Arizona Lawmakers Try Slightly Less Draconian Approach to Welfare Assistance

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Arizona Lawmakers Try Slightly Less Draconian Approach to Welfare Assistance

Nicole Knight

Conservatives in states like Maine have held up Arizona's 12-month lifetime limit as a key to the GOP's austerity program.

Less than a year after the enactment of Arizona’s 12-month welfare cap—the country’s shortest—the state’s Republican governor on Monday signed a bill to give low-income Arizonans the chance at an additional year of cash aid.

Gov. Doug Ducey hailed the bill as a bipartisan measure that “rewards those making an honest effort to get off government assistance.” Poverty experts called the bill a “slight improvement” to the state’s strict 12-month limit.

The loosening of Arizona’s welfare cap comes as President Trump’s fiscal year 2018 budget proposal seeks to slash the Temporary Assistance for Needy Families (TANF) program by $21.6 billion. Meanwhile, conservatives in states like Maine have held up Arizona’s 12-month lifetime limit as a key to the GOP’s austerity program.

The Arizona governor’s office expects three-quarters of welfare recipients to qualify for the 12-month extension, a spokesperson told Rewire. Last month, 3,537 adults and 14,260 children in Arizona received TANF cash assistance, according to the governor’s office.

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The legislation, Ducey said in a statement, “offers a hand up and bridge out of poverty.” But the bill imposes new requirements that advocates say vulnerable populations are ill-equipped to meet. Children must maintain a 90 percent school attendance rate and adults must comply with all work requirements or face losing the additional year of aid, among other provisions.

“If you get sanctioned at any point in your first year, you’re not eligible for the second year,” state Senate Minority Leader Katie Hobbs (D-Phoenix) told Rewire. “We certainly didn’t expect for there to be no additional strings, but that one was particularly problematic for us.”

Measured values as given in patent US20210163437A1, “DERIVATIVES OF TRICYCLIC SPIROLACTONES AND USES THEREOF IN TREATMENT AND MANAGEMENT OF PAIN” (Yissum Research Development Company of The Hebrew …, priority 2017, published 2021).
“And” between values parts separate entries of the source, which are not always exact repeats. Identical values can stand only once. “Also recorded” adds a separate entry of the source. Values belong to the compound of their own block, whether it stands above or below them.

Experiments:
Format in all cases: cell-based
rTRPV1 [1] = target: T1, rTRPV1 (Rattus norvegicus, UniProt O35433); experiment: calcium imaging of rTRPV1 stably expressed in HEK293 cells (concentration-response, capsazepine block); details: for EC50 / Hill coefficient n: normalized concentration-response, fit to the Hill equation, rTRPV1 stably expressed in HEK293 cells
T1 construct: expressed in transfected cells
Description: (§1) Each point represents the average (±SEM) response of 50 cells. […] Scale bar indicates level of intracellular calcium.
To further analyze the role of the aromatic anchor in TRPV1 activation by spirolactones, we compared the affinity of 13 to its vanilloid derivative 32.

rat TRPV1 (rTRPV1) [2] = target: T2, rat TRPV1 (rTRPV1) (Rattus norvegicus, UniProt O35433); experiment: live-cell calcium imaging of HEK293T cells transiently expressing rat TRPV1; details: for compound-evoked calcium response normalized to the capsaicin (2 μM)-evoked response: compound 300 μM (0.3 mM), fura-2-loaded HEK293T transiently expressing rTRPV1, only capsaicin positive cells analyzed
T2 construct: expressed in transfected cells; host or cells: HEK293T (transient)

Extending benefits an additional year is expected to cost the state $2.8 million, the governor’s office said. Why a Republican-dominated legislature agreed to bolster its safety net can be chalked up to shifting political winds, legislative horse-trading, and money.

The 12-month welfare limit was estimated to save the state $9 million, but didn’t.

Instead, the Arizona Department of Economic Security, which administers TANF, reported a $9 million shortfall in its child support division last year, as the Arizona Capital Times reported. The cause: repeated limits on TANF.

Welfare recipients who receive child support agree to turn over a portion of their child support to the state as part of receiving TANF. Dropping welfare recipients drained the state of child support dollars.

“In addition to not really saving the amount of money that it was supposed to, it’s actually costing the state money in child support,” Hobbs told Rewire.

The governor’s office put the estimated savings from the 12-month cap at close to $4 million—a figure that’s less than half of the anticipated $9 million in savings.

After the passage of the 12-month limit in 2015, Hobbs said state Democrats “spent the entire last session kind of bashing the governor.” She said the departure of former state Senate President Andy Biggs, who won a Congressional seat in November, removed a road block to easing the welfare cap.

“Biggs would have stopped any bill that raised the limits,” she said. “He had the power to stop any bill.”

Republicans hold a majority in both state legislative chambers. Hobbs was one of only two senate Democrats who joined Republicans to vote for the final bill.

The bill includes a few anti-poverty provisions. It makes convicted drug offenders eligible for food assistance if they’re enrolled in a treatment program. Convicted offenders had been ineligible for the Supplemental Nutrition Assistance Program. And it waives occupational license fees for Arizonans whose incomes are at or below 200 percent of the poverty level.

Hobbs said the governor agreed to separate legislation, for which she advocated, to repeal a requirement for finger imaging of TANF recipients. Hobbs said finger imaging is ineffective and outdated in its aim of catching welfare fraud.

Ducey signed that legislation Monday along with the TANF bill.